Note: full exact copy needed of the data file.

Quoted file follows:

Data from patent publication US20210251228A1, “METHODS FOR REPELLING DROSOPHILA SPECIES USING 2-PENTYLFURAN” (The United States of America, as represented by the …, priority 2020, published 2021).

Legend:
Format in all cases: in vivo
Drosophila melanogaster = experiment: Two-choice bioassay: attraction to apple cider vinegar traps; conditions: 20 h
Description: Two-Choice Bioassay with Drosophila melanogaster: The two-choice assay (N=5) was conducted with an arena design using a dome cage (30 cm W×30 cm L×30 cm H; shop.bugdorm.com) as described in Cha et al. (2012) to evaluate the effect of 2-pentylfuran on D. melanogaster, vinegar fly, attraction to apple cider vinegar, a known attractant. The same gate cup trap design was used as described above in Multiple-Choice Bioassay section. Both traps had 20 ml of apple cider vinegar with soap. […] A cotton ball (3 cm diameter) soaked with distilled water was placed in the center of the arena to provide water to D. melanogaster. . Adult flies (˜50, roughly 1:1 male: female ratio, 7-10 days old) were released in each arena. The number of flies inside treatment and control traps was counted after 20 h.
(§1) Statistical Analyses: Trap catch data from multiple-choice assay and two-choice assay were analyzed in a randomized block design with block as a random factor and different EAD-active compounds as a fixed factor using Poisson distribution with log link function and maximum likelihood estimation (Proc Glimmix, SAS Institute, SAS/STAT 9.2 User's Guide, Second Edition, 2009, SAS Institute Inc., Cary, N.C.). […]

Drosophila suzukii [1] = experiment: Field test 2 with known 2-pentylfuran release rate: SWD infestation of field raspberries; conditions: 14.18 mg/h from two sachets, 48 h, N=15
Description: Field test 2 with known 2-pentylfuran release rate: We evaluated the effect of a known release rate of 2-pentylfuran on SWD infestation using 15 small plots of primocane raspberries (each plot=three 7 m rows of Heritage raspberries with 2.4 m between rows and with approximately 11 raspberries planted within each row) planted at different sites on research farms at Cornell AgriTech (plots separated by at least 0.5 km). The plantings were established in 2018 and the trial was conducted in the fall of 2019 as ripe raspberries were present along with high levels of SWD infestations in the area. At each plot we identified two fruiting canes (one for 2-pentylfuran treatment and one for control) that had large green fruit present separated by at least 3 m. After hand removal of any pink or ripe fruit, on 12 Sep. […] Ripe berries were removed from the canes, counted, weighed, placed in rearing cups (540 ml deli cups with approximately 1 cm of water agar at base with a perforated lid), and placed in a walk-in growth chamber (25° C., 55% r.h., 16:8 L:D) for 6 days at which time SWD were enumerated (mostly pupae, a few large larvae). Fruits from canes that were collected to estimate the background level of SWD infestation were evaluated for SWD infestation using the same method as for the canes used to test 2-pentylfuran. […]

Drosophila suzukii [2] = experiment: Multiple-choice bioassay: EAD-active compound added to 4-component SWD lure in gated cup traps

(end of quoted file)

Data from patent publication US20210251228A1, “METHODS FOR REPELLING DROSOPHILA SPECIES USING 2-PENTYLFURAN” (The United States of America, as represented by the …, priority 2020, published 2021).

Legend:
Format in all cases: in vivo
Drosophila melanogaster = experiment: Two-choice bioassay: attraction to apple cider vinegar traps; conditions: 20 h
Description: Two-Choice Bioassay with Drosophila melanogaster: The two-choice assay (N=5) was conducted with an arena design using a dome cage (30 cm W×30 cm L×30 cm H; shop.bugdorm.com) as described in Cha et al. (2012) to evaluate the effect of 2-pentylfuran on D. melanogaster, vinegar fly, attraction to apple cider vinegar, a known attractant. The same gate cup trap design was used as described above in Multiple-Choice Bioassay section. Both traps had 20 ml of apple cider vinegar with soap. […] A cotton ball (3 cm diameter) soaked with distilled water was placed in the center of the arena to provide water to D. melanogaster. . Adult flies (˜50, roughly 1:1 male: female ratio, 7-10 days old) were released in each arena. The number of flies inside treatment and control traps was counted after 20 h.
(§1) Statistical Analyses: Trap catch data from multiple-choice assay and two-choice assay were analyzed in a randomized block design with block as a random factor and different EAD-active compounds as a fixed factor using Poisson distribution with log link function and maximum likelihood estimation (Proc Glimmix, SAS Institute, SAS/STAT 9.2 User's Guide, Second Edition, 2009, SAS Institute Inc., Cary, N.C.). […]

Drosophila suzukii [1] = experiment: Field test 2 with known 2-pentylfuran release rate: SWD infestation of field raspberries; conditions: 14.18 mg/h from two sachets, 48 h, N=15
Description: Field test 2 with known 2-pentylfuran release rate: We evaluated the effect of a known release rate of 2-pentylfuran on SWD infestation using 15 small plots of primocane raspberries (each plot=three 7 m rows of Heritage raspberries with 2.4 m between rows and with approximately 11 raspberries planted within each row) planted at different sites on research farms at Cornell AgriTech (plots separated by at least 0.5 km). The plantings were established in 2018 and the trial was conducted in the fall of 2019 as ripe raspberries were present along with high levels of SWD infestations in the area. At each plot we identified two fruiting canes (one for 2-pentylfuran treatment and one for control) that had large green fruit present separated by at least 3 m. After hand removal of any pink or ripe fruit, on 12 Sep. […] Ripe berries were removed from the canes, counted, weighed, placed in rearing cups (540 ml deli cups with approximately 1 cm of water agar at base with a perforated lid), and placed in a walk-in growth chamber (25° C., 55% r.h., 16:8 L:D) for 6 days at which time SWD were enumerated (mostly pupae, a few large larvae). Fruits from canes that were collected to estimate the background level of SWD infestation were evaluated for SWD infestation using the same method as for the canes used to test 2-pentylfuran. […]

Drosophila suzukii [2] = experiment: Multiple-choice bioassay: EAD-active compound added to 4-component SWD lure in gated cup traps